A: Absolutely. And it’s a totally humbling experience because, literally, when you’re going through an injury, being cut open and replacing stuff, you start from scratch, you start from zero, and so you have to build up your foundation and get all the tiny little muscles and stabilizer firing and working and strong again before you can go and build up the bigger muscles, whereas a lot of people — and I did this, too, when I wasn’t injured — is I just go and hammer out the big muscles and get them strong. But it’s the small ones that control the big ones.

Q: Prior to these injuries you were the world champion and X-Games champion in 2011. How realistic is it — and how optimistic are you — that you can get back to that place?

A: I don’t think it’s that far away. I went through the injury last year and I got right back on top within a matter of three races. I won the Olympic test event in Russia this year, in Sochi, on the same track that we’re going to be racing the Olympics, so, really, I can’t be much more confident than I am now. My knee is just a minor hurdle that I’m going to get through. I don’t feel it’s going to hold me back. I had all summer, I had all fall to recover.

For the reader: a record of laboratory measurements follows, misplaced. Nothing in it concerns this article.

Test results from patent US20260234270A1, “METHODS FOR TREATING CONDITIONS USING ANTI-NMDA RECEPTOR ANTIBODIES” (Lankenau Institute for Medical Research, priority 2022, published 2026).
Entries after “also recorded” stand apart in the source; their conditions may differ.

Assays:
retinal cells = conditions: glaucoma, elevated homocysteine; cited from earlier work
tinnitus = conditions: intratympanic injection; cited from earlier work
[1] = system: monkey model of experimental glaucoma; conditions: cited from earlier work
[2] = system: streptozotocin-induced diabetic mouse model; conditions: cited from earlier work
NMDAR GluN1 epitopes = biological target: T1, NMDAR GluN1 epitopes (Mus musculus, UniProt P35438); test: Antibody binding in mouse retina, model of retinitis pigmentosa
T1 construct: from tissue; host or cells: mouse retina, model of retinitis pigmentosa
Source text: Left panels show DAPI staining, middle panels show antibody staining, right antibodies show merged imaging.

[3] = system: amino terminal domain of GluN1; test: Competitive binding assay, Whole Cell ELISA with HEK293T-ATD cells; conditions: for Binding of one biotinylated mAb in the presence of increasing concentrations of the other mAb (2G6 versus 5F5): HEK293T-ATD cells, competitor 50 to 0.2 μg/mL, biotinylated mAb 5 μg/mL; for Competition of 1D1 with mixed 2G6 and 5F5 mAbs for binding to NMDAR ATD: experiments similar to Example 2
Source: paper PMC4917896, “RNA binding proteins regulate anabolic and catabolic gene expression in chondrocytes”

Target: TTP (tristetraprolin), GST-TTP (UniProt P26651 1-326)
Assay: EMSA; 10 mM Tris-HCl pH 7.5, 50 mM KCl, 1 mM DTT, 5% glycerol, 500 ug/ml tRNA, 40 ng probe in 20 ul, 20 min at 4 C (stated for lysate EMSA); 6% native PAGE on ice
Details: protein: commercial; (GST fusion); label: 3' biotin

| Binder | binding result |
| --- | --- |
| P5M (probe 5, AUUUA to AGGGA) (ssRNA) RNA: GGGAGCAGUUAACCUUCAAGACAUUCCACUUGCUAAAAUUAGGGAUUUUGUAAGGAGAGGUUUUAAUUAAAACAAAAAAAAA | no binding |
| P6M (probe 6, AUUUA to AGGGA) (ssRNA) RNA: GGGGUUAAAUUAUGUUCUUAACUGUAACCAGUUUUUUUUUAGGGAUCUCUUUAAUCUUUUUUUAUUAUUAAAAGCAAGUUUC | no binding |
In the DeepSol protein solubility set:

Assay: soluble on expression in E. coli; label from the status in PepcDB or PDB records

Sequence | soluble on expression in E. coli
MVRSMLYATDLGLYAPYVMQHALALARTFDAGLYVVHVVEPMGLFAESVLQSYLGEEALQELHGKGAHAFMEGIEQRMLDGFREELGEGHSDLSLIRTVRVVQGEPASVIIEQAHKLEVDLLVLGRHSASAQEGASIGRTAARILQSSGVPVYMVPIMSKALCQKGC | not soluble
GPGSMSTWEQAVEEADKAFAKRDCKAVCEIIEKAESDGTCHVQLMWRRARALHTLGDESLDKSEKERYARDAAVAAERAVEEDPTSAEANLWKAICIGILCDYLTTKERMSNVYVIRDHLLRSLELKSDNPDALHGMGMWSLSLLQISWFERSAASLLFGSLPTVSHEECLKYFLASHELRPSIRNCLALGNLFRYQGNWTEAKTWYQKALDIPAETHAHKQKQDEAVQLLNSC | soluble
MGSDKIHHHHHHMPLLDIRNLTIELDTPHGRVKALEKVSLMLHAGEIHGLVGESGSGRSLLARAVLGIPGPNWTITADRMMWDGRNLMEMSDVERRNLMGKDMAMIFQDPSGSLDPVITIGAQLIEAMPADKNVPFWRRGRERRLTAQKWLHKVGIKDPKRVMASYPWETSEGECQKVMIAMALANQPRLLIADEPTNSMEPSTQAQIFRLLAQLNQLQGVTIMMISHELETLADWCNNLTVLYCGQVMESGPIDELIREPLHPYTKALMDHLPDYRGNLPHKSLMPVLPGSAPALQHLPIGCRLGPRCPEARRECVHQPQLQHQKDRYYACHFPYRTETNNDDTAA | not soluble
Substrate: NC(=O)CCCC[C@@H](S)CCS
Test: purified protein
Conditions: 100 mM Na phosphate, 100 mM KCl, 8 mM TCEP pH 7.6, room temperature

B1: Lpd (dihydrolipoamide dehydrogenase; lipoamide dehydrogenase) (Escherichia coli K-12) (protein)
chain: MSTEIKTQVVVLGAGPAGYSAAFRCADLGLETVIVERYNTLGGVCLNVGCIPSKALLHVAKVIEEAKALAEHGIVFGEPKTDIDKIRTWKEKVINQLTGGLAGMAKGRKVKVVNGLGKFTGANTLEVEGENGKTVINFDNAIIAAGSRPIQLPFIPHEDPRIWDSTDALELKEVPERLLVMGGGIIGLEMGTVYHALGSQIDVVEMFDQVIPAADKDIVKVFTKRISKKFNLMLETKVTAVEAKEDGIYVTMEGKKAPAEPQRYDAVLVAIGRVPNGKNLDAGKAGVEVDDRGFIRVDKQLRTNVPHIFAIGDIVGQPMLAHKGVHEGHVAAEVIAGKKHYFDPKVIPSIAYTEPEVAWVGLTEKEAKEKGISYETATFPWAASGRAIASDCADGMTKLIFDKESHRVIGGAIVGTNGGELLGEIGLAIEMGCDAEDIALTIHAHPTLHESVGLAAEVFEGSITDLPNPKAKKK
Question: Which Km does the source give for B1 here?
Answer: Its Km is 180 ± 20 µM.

Q: You won the test event in Sochi. Do you feel like it’s suited to you, given the conditions in Sochi are so similar to what you’re used to in B.C.?

A: I grew up skiing, racing, at Big White Ski Resort and they’re kind of known for tough conditions, tough visibility and soft snow, which brings great powder, but as an alpine racer hitting gates and skiing in the same lines over and over it gets tough, so you learn a lot, about how not to be able to see but how to be able to feel. And that’s what we dealt with when we were in Sochi this February, so it’s like, I’ve been training for this my whole life.

Q: Does this give you more confidence heading into the Games?

A: Absolutely. Poor weather, poor snow conditions, poor visibility makes other people feel uncertain, and lose that confidence, and knowing that makes me feel more confident.

Q: You finished fifth at the Olympic Games in Vancouver, where you came very close to making the finals. Talk a little bit about the experience, given they were your first Olympics.